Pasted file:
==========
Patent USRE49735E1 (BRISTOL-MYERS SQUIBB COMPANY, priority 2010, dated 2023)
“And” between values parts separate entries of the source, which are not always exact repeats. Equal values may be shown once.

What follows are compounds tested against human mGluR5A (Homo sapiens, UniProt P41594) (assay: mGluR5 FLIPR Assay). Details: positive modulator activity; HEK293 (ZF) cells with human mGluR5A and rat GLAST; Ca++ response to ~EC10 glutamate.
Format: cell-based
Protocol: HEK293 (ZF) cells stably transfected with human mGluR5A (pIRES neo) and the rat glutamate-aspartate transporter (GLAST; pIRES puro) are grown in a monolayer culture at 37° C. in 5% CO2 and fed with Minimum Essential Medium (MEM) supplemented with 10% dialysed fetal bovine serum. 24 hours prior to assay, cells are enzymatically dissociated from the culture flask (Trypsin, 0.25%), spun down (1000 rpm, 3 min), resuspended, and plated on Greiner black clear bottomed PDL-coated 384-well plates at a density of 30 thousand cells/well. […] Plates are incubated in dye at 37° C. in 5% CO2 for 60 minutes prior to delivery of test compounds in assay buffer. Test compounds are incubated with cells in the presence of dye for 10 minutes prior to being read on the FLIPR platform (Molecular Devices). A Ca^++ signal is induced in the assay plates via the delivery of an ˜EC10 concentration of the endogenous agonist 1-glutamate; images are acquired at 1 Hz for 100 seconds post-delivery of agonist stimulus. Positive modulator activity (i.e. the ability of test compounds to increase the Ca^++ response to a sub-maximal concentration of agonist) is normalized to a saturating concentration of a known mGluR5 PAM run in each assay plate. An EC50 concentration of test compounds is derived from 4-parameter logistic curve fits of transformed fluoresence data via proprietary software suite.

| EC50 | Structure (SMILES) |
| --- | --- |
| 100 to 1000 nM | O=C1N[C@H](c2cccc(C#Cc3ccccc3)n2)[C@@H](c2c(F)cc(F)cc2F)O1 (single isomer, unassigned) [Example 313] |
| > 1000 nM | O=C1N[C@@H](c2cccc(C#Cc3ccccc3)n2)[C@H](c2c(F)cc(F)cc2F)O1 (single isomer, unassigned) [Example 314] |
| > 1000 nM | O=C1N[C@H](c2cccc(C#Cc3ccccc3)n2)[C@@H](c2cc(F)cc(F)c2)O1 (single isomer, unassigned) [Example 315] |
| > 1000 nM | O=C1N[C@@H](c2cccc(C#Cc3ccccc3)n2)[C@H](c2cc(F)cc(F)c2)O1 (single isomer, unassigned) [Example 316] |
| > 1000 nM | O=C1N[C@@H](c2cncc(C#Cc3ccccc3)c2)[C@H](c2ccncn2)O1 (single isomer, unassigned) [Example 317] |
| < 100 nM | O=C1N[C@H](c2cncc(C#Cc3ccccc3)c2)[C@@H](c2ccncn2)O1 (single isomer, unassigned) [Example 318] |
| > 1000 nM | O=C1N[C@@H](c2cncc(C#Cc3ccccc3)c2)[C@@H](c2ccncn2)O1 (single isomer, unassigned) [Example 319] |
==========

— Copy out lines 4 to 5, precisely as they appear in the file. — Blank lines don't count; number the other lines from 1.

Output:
Format: cell-based
Protocol: HEK293 (ZF) cells stably transfected with human mGluR5A (pIRES neo) and the rat glutamate-aspartate transporter (GLAST; pIRES puro) are grown in a monolayer culture at 37° C. in 5% CO2 and fed with Minimum Essential Medium (MEM) supplemented with 10% dialysed fetal bovine serum. 24 hours prior to assay, cells are enzymatically dissociated from the culture flask (Trypsin, 0.25%), spun down (1000 rpm, 3 min), resuspended, and plated on Greiner black clear bottomed PDL-coated 384-well plates at a density of 30 thousand cells/well. […] Plates are incubated in dye at 37° C. in 5% CO2 for 60 minutes prior to delivery of test compounds in assay buffer. Test compounds are incubated with cells in the presence of dye for 10 minutes prior to being read on the FLIPR platform (Molecular Devices). A Ca^++ signal is induced in the assay plates via the delivery of an ˜EC10 concentration of the endogenous agonist 1-glutamate; images are acquired at 1 Hz for 100 seconds post-delivery of agonist stimulus. Positive modulator activity (i.e. the ability of test compounds to increase the Ca^++ response to a sub-maximal concentration of agonist) is normalized to a saturating concentration of a known mGluR5 PAM run in each assay plate. An EC50 concentration of test compounds is derived from 4-parameter logistic curve fits of transformed fluoresence data via proprietary software suite.